Two men suffered injuries when a natural gas pipeline ruptured and caught fire while they were working on it from a dive support vessel (DSV) in US Gulf of Mexico waters. The incident occurred about 25 miles south of Marsh Island in Louisiana and the US Coast Guard (USCG) responded to the scene of the pipeline blaze.

Both men aboard the supply ship Ms. Kerci (built 2001) were taken to hospital in Houma where their injuries were aid to be minor. The blaze has been extinguished and the owner of the pipeline, Boardwalk/Gulf South Pipeline Co., is sending another vessel to repair the rupture. An investigation will be undertaken.



7. Class Acts for Box Giants

Lloyd’s Register (LR) is classing the world’s largest-ever container ships – led by a recent contract to oversee the building of six ultra-large container ships (ULCS) of more than 20,000 teu. Technical teams at LR have investigated the rising heights and weights of the container stacks that today’s ULCSs can carry and produced new guidelines to help designers, owners and masters handle the ever-growing cargos. One of the teams’ key findings is based on vessel speed. LR research demonstrates that the speed at which a ship is sailing has a significant and predictable effect on the rolling motions; this is a crucial factor in cargo-carrying.



8. Panama Alternative Gains Support

HKND Group (HKND) of Hong Kong claims it has the public backing of Nicaraguans for its plan to build a $50 billion, 275-kilometre waterway for vessels that can’t navigate the Panama Canal, Bloomberg this week reported. HKND said in a statement that 78 percent of Nicaraguans responding to a survey support the plan, which has caused analysts such as Sverre Svenning, a shipping expert at Fearnley Consultants AS, to question if sufficient demand for the waterway exists given the impending completion of Panama’s $5.25 billion expansion project. The Nicaraguan National Assembly in June of this year officially ratified the canal deal.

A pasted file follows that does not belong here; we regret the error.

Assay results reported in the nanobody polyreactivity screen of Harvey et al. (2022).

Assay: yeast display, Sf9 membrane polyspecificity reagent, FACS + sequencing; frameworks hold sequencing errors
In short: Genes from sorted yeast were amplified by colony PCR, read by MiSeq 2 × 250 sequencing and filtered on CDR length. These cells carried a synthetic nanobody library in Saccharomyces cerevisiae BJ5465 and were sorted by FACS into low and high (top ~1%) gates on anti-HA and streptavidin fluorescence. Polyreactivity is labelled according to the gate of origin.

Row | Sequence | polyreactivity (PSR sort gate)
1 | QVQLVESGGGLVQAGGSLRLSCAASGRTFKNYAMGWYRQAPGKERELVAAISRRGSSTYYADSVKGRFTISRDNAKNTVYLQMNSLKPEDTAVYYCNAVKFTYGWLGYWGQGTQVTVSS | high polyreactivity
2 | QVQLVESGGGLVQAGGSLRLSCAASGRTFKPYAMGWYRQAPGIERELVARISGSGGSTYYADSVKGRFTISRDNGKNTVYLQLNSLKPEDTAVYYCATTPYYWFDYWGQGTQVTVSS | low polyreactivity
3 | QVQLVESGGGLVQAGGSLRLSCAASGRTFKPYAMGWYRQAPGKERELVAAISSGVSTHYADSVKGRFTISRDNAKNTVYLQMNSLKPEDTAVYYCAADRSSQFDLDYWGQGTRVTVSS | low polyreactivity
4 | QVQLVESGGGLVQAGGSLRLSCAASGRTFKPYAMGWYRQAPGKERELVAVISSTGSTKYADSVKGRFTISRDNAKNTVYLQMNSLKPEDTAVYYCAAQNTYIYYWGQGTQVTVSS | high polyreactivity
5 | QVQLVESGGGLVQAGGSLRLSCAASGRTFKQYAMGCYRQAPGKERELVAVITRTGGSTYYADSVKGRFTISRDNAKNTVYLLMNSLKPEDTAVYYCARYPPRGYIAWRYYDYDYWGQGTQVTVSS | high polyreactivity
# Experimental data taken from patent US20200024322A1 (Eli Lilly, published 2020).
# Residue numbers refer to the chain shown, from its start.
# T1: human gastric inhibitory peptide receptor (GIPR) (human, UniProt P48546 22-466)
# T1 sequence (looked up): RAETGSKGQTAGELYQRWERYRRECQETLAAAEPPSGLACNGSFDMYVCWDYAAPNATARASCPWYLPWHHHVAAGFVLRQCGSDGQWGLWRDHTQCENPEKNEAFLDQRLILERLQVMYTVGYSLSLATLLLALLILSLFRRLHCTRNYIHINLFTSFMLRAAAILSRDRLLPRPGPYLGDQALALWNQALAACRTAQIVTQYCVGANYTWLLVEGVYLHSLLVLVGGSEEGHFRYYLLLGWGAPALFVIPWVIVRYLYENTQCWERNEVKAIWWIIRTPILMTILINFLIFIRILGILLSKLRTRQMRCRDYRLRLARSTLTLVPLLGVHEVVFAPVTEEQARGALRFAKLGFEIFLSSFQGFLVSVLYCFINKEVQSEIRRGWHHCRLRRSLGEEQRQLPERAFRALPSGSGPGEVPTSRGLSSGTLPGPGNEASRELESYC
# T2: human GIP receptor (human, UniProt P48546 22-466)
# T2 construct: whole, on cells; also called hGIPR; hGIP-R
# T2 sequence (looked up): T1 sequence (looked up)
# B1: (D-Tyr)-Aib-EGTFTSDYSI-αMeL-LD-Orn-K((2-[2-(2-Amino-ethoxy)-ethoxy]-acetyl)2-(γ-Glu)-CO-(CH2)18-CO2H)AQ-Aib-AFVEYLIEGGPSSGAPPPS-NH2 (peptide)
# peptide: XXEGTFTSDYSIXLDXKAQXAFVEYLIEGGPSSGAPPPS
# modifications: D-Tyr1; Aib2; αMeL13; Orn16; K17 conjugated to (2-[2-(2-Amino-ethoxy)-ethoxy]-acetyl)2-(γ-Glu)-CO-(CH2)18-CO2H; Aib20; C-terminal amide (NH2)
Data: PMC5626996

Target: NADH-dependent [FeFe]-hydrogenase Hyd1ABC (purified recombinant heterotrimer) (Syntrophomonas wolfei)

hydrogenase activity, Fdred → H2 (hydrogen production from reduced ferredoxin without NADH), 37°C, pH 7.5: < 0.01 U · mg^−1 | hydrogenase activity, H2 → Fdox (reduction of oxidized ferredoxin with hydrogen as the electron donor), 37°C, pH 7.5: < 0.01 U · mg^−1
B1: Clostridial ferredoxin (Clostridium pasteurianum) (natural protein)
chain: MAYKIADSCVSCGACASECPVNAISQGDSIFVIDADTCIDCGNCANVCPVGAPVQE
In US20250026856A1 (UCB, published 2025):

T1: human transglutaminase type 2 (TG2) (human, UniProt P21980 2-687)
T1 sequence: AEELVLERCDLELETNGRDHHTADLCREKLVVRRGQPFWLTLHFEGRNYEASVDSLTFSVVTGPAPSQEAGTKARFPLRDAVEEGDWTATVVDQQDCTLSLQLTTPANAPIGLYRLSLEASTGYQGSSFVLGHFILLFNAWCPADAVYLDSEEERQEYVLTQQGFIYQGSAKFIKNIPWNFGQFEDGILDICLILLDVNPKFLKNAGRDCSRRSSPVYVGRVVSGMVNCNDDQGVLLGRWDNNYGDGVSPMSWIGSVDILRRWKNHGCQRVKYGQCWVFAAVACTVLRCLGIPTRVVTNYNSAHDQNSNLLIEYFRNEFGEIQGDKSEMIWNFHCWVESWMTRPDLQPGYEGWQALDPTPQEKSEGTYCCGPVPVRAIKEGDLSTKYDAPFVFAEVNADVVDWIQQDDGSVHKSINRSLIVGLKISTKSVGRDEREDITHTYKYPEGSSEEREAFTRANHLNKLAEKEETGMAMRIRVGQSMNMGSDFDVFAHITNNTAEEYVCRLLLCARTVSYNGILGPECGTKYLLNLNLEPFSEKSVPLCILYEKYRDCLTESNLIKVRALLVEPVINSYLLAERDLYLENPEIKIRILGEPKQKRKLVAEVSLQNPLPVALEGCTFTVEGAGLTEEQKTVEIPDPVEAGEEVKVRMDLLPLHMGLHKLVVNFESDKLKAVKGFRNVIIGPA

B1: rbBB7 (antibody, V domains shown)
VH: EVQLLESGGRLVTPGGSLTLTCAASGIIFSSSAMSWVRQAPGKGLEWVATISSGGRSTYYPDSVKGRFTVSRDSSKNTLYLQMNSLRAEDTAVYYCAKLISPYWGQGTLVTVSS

9. Embattled Yard Fights On

Financially troubled shipyard Sainty Marine has announced that it has gone into arbitration with a shipowner, which is believed to be Celsius Shipping, at London Maritime Arbitration Association on the shipbuilding contracts for three 24,000dwt chemical tankers. Sainty Marine said that the shipowner has notified the shipyard to cancel the three ships and applied with China Exim Bank to return the pre-payment and relevant interest. The shipyard believes that the shipowner has no right to cancel the orders and ask for refund. The three ships are among many orders cancelled by shipowners following the bankruptcy of Mingde Heavy Industry.



10. Bulk Owner Optimistic

Dry bulk ship owner Golden Ocean appeared optimistic on the long term prospects of the dry bulk market, mainly thanks to an expected resolution of the oversupply problems of the market. The owner added in its second quarter report that the average spot rates so far in the third quarter are higher than the rates in the first half of 2015, which means that the company’s revenues are expected to improve compared to the two previous quarters. Golden Ocean noted that following two very weak quarters, the third quarter started with more optimism, in particular, for the Capesize segment.




Daily news feed from Seacurus Ltd – providers of MLC crew insurance solutions